D.C. Council Returns to Work: Transparency Measures Pass and FOIA Threat Withdrawn
Fritz Mulhauser | October 12, 2021
Court Authorized to Give Limited Access to Redacted Eviction Case Files
Legislation passed last week (5) in the D.C. Council will allow eviction lawsuit records ordered sealed last year to be accessible again by application to the court and only for scholarly, educational, journalistic or governmental purposes.
Researchers, the press and the Open Government Coalition have been pressing for access, arguing it’s both assured by a long tradition of court cases upholding open records and essential to development of reliable knowledge on an urgent area of public concern.
Following last year’s temporary sealing law, now renewed, 450,000 cases have been shut away from any public view, according to Council member Mary Cheh (D-Ward 3), speaking in a virtual breakfast meeting before the legislative session.
The usefulness of the access just granted remains to be seen. Case records will be stripped of tenant name and property address. Also unknown is how the court will assess the relatively high legal standard of “compelling need” that requesters must meet.
Sealing all records rules out some studies the Council itself has relied on, including a dramatic report by Josh Kaplan in DCist last October. Kaplan spent months, supported by SpotlightDC (Capital City Fund for Investigative Journalism), tracing process servers’ steps through 10,000 pages of records of addresses, sworn affidavits of service and other details on file in 600 eviction cases. The data proved agents lied about serving lawsuit papers (known as “sewer service”). His piece led directly to new law tightening requirements and is a finalist for Livingston and Gerald Loeb Awards.
Members of the Council declined Coalition requests for greater openness for study purposes, fearing even with court supervision there could be a “loophole for landlords to identify people who were previously evicted but whose records are supposed to be sealed.” How this might occur is unclear.
The Coalition will continue to advocate so that the law allows the court to provide full records where needed for essential research, protected by a data use agreement with penalties for any breach. Courts are highly practiced in using their powers to enforce their own orders.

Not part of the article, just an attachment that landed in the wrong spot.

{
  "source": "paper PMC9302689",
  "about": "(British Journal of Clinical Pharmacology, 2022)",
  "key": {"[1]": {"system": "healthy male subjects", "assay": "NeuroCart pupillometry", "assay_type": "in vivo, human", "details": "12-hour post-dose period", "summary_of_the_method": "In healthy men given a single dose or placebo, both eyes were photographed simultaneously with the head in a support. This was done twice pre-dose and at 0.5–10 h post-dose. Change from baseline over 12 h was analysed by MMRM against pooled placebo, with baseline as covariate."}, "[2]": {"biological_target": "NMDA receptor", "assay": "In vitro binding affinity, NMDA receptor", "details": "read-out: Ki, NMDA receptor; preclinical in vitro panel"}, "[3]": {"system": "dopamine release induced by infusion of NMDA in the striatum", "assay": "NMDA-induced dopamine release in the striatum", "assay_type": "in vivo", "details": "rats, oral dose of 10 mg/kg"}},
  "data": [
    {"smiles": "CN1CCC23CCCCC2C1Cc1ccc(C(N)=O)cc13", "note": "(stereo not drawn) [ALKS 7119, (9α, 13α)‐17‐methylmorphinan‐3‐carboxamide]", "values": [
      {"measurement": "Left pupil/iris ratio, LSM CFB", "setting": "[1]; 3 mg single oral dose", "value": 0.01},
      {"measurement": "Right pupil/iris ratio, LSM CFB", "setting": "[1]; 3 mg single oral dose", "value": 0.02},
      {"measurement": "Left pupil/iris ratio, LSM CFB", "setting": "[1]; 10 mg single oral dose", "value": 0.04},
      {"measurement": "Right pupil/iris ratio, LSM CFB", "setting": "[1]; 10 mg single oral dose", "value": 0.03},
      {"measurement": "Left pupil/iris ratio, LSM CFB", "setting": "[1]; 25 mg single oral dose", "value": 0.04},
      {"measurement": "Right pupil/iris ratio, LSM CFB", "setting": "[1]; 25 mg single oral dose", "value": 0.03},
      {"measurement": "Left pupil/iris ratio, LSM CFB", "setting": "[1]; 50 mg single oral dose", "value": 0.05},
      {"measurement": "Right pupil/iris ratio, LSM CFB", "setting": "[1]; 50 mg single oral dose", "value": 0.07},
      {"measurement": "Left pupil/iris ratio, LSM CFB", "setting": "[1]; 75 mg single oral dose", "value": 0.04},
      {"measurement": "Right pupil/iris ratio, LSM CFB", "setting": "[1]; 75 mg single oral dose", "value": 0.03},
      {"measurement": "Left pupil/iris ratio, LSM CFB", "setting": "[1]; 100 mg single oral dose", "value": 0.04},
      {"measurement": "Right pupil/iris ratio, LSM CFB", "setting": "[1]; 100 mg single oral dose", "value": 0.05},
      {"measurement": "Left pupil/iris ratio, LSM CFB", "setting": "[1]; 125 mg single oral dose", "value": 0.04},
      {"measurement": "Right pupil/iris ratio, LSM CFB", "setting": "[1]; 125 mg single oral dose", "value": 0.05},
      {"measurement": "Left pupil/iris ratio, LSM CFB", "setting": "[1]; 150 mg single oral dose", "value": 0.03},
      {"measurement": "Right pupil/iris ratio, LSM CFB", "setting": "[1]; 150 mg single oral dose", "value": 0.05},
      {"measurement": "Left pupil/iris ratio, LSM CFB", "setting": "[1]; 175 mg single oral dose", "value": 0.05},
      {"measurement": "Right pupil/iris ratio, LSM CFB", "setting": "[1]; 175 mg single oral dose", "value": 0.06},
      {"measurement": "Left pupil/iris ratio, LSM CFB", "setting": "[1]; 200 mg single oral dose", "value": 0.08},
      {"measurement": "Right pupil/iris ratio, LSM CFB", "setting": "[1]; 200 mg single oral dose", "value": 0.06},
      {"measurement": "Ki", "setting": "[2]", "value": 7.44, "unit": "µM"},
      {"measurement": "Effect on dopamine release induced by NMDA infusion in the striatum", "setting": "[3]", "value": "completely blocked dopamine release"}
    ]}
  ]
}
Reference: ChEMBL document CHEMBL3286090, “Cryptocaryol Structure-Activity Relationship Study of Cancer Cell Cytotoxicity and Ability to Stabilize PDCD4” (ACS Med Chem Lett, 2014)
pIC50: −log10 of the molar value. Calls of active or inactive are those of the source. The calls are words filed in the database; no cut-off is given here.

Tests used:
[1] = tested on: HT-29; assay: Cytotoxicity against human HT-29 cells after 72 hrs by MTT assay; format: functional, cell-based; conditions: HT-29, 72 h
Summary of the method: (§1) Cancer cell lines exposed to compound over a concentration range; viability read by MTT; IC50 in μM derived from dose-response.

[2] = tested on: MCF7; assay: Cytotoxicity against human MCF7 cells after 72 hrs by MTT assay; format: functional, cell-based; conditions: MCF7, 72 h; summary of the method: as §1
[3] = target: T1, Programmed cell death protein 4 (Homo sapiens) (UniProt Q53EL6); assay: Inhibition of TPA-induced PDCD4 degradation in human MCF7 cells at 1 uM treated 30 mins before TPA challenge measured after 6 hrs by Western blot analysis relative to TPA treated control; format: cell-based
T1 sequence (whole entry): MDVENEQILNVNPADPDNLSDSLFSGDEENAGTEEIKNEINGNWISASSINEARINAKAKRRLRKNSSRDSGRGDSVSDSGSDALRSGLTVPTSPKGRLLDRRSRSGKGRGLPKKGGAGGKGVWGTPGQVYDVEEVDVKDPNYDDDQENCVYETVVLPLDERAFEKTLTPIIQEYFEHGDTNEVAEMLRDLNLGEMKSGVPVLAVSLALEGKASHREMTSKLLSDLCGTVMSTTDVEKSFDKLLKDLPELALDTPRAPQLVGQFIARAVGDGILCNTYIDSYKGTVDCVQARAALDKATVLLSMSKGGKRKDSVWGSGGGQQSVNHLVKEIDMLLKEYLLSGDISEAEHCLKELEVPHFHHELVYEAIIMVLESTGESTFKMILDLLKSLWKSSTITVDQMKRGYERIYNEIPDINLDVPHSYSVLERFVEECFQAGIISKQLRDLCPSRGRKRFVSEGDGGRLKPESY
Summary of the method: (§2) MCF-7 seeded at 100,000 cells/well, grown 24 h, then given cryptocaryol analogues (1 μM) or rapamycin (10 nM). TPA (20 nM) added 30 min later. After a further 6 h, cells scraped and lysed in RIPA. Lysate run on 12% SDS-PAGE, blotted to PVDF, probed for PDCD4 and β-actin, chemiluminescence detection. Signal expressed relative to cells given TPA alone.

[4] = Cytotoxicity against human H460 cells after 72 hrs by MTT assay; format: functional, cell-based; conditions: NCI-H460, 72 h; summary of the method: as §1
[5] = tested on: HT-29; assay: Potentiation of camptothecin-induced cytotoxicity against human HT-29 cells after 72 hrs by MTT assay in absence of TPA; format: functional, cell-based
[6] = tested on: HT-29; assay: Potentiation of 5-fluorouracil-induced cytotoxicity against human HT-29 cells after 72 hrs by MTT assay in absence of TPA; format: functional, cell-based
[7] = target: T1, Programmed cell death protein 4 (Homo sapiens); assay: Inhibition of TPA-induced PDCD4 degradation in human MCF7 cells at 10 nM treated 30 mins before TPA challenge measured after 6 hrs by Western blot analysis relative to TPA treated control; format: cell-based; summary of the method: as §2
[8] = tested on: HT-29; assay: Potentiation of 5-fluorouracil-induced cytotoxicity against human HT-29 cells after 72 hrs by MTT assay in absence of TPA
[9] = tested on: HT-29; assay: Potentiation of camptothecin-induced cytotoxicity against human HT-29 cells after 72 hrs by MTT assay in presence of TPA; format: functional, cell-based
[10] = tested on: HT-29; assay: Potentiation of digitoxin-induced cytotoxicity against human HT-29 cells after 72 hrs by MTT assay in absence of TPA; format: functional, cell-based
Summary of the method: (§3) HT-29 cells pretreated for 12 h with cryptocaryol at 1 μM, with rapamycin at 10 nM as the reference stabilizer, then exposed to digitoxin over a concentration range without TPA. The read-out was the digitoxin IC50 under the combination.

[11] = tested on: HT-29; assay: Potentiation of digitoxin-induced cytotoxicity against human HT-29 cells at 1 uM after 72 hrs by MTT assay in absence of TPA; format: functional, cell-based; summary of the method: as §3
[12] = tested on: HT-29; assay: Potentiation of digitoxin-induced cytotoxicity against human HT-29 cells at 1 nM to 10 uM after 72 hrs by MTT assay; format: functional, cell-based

Other Actions Aimed at School Transparency
School ventilation. The Council required D.C. Public Schools to publish details of heating and ventilating system repair orders and tests of the results. In a lengthy September hearing on facilities issues, parents reported equipment problems despite Chancellor Lewis Ferebee’s statements last fall that $23 million had been spent on better circulation and filters. The Washington Teachers Union has particularly been questioning the results (and their testimony credited the Open Government Coalition with assistance obtaining repair records under the Freedom of Information Act).
Covid-19 in schools. New law also requires publication of more frequent and more granular facts about COVID-19 tests and infections of staff and students. For those not vaccinated, frequent tests are required. Anyone unvaccinated who had been near anyone testing positive is sent home. Mandatory vaccination for DCPS teachers and staff starts November 1, and legislation is pending for a student requirement beginning December 15. Meanwhile facts on testing, infections and quarantines have been confusing to parents, according to testimony at another Council hearing in September.